WASHINGTON, July 14, 2014 – How safe are theme park attractions? Reports are that nationally the number of injuries at parks has been dropping. However, accidents have happened.
Most recently a pine tree fell on the track of a roller coaster at Six Flags Magic Mountain in Valencia, California. The front car of the Ninja roller coaster collided with a branch lying across the tracks. 22 riders had a three hour wait, dangling upside down, while rescue crews evacuated them from the coaster one at a time.
“It took about 45 minutes to get any kind of a response,” Mr. Ead told CBS Los Angeles, adding that he would not be returning to Magic Mountain. “We just want to get out of here.”
A survey of injuries per million conducted by the National Safety Council’s Research & Statistical Service Group found that from 2001 to 2011 the number of theme park related injuries dropped from 8.2 per million visitors to 4.3.
The very first recorded theme park death occurred in 1930. At Omaha, Nebraska’s Krug Park faulty equipment on the Big Dipper coaster came loose, sending the car to the ground killing four.
The deadliest theme park accidents include:
Bad maintenance caused a three loop indoor roller coaster to derail from the tracks in 1986. Missing bolts in the cars wheels caused the accident. When the cars crashed, the safety bars released, dumping some riders out.
Three persons died, one was almost killed, due to a lack of maintenance.
Batman Roller Coaster, Six Flags, Georgia:
A young man was decapitated in 2008 when he climbed over two fences, each clearly marked as being “off limits” and “dangerous” The young mans goal was to retrieve a hat that fell off during the ride. As the ride came around the track, it hit the young man, removing his head.
Space Journey – Overseas China Town East, Shenzhen, China:
40 people in four separate cabins, all spinning at the same time. Until one broke off, crashing into the others in June of 2010. The ride fell 50′ to the ground, badly injuring ten. Five people died.
Ride of Steel, Darien Lake Amusement Park, Buffalo, NY:
One of the saddest stories of a roller coaster death comes from 2011 when Iraq war veteran Sgt. Jame Hackemer flew out of the coaster as it went over an incline. Hackemer was strapped in, however the harness did not account for the fact that Hackemer was a double amputee as a result of a war related injury. Sadly, Hackemer had asked very clearly which rides were safe for him to ride.
This summer, Action Park Vernon, New Jersey has reopened, and I am sure they are hoping to leave the parks history in the past. Action Park was closed at the end of the season in 1996, just reopening this year with new ownership, re engineered rides and the safety and fun of its customers at the fore front.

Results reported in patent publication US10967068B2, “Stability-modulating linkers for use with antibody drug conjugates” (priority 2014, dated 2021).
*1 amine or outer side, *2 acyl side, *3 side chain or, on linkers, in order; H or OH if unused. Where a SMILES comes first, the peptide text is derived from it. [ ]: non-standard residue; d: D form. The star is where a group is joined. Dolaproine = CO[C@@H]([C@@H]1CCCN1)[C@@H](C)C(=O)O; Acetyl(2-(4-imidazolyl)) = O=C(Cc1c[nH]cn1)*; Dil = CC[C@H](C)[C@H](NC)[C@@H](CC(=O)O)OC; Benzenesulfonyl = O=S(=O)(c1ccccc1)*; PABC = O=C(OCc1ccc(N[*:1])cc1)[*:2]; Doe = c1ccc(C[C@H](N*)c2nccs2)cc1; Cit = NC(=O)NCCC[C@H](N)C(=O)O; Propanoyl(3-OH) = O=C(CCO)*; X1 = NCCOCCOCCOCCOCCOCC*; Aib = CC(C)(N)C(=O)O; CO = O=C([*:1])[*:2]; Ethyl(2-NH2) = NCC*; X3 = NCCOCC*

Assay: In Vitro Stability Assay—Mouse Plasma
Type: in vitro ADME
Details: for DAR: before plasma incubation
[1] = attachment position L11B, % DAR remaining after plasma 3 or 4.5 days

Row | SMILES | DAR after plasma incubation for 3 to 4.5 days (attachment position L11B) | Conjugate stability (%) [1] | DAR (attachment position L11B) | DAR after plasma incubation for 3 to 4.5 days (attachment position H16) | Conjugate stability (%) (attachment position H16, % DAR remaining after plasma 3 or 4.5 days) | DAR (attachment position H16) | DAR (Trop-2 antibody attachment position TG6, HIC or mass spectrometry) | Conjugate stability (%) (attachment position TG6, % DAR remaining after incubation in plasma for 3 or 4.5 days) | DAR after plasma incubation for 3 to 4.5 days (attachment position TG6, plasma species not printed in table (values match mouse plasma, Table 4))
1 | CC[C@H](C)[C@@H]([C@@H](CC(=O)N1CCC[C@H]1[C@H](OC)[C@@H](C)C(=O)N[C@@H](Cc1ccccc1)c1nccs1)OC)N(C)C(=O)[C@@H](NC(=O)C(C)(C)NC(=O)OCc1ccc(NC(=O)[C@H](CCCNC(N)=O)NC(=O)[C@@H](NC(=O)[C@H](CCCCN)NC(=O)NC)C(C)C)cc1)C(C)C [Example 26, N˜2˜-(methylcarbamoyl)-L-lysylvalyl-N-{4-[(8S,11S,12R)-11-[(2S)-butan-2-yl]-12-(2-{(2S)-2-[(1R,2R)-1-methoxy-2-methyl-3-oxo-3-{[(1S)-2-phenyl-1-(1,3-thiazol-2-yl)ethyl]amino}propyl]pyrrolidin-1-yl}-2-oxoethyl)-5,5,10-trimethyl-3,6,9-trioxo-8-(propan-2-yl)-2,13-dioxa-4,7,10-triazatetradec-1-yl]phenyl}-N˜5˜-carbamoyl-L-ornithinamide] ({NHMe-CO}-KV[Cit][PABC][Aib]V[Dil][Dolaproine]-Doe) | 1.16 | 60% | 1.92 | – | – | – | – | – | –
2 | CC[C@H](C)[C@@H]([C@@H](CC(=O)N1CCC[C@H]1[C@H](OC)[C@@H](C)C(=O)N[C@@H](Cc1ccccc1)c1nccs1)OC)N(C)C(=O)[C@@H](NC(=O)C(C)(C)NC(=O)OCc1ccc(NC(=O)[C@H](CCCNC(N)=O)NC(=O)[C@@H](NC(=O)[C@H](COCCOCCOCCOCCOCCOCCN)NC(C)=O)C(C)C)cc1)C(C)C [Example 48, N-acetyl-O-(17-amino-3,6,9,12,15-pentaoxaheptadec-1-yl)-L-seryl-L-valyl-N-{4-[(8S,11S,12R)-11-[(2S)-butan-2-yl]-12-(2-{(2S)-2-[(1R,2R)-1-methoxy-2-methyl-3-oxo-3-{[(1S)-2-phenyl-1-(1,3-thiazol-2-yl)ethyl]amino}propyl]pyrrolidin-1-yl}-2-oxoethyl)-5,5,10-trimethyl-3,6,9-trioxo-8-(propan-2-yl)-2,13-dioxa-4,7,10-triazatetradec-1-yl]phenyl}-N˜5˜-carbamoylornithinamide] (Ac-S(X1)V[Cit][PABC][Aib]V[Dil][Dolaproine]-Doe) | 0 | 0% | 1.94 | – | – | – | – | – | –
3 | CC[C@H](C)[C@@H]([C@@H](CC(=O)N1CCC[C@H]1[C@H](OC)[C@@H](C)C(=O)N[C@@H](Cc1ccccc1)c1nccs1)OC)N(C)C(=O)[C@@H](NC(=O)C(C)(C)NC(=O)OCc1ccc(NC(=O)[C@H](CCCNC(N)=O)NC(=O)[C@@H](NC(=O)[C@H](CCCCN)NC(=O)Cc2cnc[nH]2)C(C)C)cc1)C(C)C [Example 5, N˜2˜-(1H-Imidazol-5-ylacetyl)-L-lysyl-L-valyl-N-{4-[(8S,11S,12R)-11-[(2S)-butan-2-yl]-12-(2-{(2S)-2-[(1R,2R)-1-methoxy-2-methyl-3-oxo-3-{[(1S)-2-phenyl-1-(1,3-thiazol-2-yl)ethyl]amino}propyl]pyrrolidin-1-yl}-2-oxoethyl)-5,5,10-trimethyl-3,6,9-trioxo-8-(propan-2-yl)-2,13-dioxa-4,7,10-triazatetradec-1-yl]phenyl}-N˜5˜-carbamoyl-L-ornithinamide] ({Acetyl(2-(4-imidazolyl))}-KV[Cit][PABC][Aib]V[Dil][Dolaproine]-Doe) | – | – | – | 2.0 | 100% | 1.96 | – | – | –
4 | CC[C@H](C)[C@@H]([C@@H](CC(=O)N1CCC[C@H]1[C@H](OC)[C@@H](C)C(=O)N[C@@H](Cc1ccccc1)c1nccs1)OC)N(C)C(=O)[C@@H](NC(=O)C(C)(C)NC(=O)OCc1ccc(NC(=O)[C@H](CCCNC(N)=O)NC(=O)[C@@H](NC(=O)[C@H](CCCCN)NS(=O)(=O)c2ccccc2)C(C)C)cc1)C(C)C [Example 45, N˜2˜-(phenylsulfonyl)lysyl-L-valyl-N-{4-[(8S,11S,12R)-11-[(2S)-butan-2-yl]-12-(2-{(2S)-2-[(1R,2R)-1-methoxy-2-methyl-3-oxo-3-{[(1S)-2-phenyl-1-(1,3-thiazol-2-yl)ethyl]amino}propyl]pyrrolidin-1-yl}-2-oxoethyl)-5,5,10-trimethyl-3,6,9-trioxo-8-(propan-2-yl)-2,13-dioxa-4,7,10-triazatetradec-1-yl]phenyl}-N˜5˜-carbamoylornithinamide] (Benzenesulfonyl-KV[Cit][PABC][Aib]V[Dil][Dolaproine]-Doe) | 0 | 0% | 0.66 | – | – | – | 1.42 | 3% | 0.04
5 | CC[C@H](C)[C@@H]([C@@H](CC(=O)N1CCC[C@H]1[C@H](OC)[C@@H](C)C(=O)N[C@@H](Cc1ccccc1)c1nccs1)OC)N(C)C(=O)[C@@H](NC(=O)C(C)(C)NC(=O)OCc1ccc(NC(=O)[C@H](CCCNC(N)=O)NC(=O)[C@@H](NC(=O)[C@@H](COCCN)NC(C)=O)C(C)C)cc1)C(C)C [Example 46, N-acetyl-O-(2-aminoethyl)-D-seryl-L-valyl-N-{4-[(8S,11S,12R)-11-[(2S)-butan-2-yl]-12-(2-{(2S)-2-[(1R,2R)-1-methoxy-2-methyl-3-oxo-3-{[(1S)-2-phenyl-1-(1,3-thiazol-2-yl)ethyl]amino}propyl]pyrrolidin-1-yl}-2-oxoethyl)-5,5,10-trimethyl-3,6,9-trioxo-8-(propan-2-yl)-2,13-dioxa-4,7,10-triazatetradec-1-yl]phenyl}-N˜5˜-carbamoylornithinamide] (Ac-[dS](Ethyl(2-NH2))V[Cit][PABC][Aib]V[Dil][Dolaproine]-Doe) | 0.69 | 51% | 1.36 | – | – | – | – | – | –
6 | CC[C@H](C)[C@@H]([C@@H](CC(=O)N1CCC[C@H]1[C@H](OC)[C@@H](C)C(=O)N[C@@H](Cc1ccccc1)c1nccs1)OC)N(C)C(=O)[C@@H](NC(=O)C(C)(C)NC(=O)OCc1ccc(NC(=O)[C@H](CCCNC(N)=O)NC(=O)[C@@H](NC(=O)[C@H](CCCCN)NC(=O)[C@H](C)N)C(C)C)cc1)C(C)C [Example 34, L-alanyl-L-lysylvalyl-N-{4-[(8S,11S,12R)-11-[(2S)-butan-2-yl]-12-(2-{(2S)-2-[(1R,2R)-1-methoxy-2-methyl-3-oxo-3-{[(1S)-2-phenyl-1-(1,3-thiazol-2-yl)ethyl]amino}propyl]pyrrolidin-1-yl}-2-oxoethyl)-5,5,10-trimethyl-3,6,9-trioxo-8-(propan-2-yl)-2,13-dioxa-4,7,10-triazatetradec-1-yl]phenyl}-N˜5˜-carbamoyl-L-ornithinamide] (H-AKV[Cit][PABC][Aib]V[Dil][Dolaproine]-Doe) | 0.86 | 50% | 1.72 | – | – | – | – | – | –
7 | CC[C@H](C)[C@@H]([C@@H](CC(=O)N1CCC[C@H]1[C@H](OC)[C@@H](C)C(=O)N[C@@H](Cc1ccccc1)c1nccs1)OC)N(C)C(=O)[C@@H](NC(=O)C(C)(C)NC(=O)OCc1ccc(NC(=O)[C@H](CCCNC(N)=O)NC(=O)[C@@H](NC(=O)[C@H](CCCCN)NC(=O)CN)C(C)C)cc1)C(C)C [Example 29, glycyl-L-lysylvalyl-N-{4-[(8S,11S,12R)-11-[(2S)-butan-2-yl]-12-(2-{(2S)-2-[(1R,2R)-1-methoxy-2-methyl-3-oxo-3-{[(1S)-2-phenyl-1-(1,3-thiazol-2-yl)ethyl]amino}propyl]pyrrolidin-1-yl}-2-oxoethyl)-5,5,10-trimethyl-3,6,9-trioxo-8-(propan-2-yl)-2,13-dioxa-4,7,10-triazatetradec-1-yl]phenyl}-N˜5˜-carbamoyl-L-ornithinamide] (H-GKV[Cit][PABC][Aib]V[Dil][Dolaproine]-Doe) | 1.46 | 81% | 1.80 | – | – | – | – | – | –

It wasn’t that way back in the day.
Rides like the Alpine Slide had riders hurtling down a step hill on bobsled like coasters. The carts flew down a concrete plum, which caused some pretty serious abrasions and injuries.
Water slides had loop de loops that would throw people out at speeds to land hard on the water, skimming across the concrete “pool”.
Action Park was an insurance nightmare and doctors at the nearby hospital gave it nom de plumes like Traction Park, Accident Park and Class Action Park. Insurance claims were such an issue for the park, a bit of insurance fraud included the opening of an off shore insurance company, owned and operated by the park owners.
Six people are known to have died at the park, but that is all behind them now as the park has reopened with safety features galore in place.
In other news:
No one has been injured at the The World’s Tallest Waterslide found in Kansas City, Kansas. Riders are calling Verruckt, which is German for insane a “tower of terror”
The slide is located at the Schlitterbahn water park and it requires riders to climb a 270 stairs, higher than the Statue of Liberty for a fast 40-45 mile per hour ride that takes about 11 seconds.
No word on how long it takes to get up that staircase.
Folks on twitter have been tweeting about the long waits, some reported to be long as seven, seven and a half hours to ride the new Harry Potter ride at Universal Studios Orlando.
The new park zone is called The Wizarding World of Harry Potter-Diagon Alley. Universal’s original Harry Potter park, called The Wizarding World of Harry Potter-Hogsmeade, opened in 2010
Universal spokesman Tom Schroder confirmed the long lines, though he noted that wait time varied throughout the day. Universal workers were handing out tickets with return times printed on them to ease congestion.
Tickets to Universal Studios Orlando, for 4 days, are $154 for adults, $142 for children.
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